Changing the Culture of Advertising Sales

By Garneau, George | Editor & Publisher, November 26, 1994 | Go to article overview

Changing the Culture of Advertising Sales


Garneau, George, Editor & Publisher


JOE PIERGROSSI USED to teach Advo Inc. sales reps how to convert newspaper advertisers to direct mail.

Now he teaches newspapers how to countersell against what has become their biggest competitor for local retail advertising. Advo and other direct mailers.

In recent sessions at the Southern Newspaper Publishers Association (SNPA) convention in White Sulphur Springs, W. Va., Piergrossi said newspapers need to shake up the culture of their ad sales departments if they are to compete against the cutthroat tactics taught at Advo, a company that has built its business largely at the expense of newspapers.

"I look at the sales culture of newspapers as all too often order-taking," said Piergrossi, who runs the Duluth, Ga., consulting firm Pier Associates and who is scheduled to conduct six sales seminars for SNPA next year. "The culture you had in the past is not what's going to take you into the future."

The newspaper industry's own complacence helped Advo to grow from an $80-million business in 1980 to $950 million in revenues last year, he said.

To stem the loss of advertising to direct mail - especially from grocery and drug stores - newspapers have to counter perceptions, which Advo hammers home to advertisers, that newspapers are passe, ineffective, lethargic, passive and altogether a sleeping giant.

By contrast, newspapers themselves often describe direct mail as aggressive, rate-cutting, predatory and motivated in the selling of junk mail.

Too often, newspapers fall victim to the very propaganda used against them, said Piergrossi, who in the last 18 months has consulted for some 40 newspapers.

"In most of my work with newspapers," he said, "your salespeople buy into their arguments."

One of those arguments is the fact that newspapers cost too much. In reality, he said, newspapers on average cost less than 1/2 [cts.] per household, making them far cheaper than the 3[cts.]-to-5[cts.] mailers' charge.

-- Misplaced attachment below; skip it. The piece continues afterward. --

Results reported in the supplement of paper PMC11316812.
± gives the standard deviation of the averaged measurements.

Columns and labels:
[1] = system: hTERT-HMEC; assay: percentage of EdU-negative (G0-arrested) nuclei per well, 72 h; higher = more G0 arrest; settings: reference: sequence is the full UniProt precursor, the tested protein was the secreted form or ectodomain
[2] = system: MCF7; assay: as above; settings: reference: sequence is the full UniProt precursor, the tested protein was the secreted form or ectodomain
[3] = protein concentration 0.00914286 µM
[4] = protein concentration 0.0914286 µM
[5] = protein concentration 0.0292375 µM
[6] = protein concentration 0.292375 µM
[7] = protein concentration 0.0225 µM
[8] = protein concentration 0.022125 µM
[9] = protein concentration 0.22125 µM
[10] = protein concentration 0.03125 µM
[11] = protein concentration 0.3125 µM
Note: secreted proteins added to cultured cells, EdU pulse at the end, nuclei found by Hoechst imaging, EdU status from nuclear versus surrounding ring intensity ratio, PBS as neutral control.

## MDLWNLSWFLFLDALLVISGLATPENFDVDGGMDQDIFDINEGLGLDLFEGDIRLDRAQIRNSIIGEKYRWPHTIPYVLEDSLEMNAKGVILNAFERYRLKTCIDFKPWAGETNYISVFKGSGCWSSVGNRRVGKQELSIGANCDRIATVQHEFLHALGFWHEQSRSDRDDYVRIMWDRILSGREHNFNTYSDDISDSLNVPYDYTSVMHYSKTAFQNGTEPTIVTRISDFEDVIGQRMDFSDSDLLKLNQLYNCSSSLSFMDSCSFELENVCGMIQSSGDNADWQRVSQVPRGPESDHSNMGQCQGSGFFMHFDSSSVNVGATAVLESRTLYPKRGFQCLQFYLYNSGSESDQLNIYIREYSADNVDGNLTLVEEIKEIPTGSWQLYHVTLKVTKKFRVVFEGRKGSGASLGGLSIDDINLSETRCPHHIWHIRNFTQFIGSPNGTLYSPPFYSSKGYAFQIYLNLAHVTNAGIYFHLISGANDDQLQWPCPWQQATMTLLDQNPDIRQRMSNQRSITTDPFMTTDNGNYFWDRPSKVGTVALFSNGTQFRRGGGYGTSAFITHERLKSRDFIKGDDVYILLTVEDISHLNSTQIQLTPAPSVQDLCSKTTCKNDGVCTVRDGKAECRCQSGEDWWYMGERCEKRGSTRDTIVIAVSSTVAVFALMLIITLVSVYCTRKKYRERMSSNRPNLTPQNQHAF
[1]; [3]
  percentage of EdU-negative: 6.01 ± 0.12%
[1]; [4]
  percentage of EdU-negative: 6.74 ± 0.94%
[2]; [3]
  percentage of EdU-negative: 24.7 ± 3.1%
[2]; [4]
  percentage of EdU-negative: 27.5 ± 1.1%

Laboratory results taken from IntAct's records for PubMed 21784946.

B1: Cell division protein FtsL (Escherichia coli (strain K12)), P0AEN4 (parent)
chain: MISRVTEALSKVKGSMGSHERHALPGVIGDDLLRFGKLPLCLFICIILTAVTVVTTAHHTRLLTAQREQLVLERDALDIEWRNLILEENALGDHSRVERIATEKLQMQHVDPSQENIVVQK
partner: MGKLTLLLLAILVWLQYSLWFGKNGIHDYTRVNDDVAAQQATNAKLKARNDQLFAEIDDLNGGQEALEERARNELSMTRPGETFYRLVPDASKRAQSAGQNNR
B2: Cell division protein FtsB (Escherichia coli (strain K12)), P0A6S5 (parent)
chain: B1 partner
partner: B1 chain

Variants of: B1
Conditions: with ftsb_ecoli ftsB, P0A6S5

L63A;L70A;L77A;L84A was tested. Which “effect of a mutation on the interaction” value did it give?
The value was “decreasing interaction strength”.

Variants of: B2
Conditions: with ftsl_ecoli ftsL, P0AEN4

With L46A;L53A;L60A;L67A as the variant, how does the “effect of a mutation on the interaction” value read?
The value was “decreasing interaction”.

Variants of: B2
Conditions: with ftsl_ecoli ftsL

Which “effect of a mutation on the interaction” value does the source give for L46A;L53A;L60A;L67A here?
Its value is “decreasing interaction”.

Another claim - that direct mail reaches 98% of the market - is belied by a 1991 U.S. Postal Service finding that 77% of people sort their mail and discard what they don't want without reading it.

At the same time direct mail has become a major contender for ad dollars, the marketers who buy advertising have become far more sophisticated than the sales reps who sell it, Piergrossi said.

"Most people are overwhelmed by the buyer's ability to buy and underwhelmed by their own ability to sell," he said.

Part of the problem, the consultant argued, is that newspapers too often see themselves as simply selling ad space when they should be a "continuum of services," including total-market-coverage advertising publications delivered by mail or private delivery service.

While some newspapers have embraced alternate delivery, others are waiting for it to go away, he said.

Meanwhile, newspaper total market coverage products are rarely successful. Nobody in the room at one session objected to Piergrossi's assessment that, in general, neither readers nor advertisers support them, and sales reps fail to muster much enthusiasm in selling them.

Part of the problem is that newspapers have "a passive, order-taking sales culture," Piergrossi told the publishers. "It's a real problem in your business."

For one thing, he said, newspapers' sales reps don't prospect enough for new accounts. …

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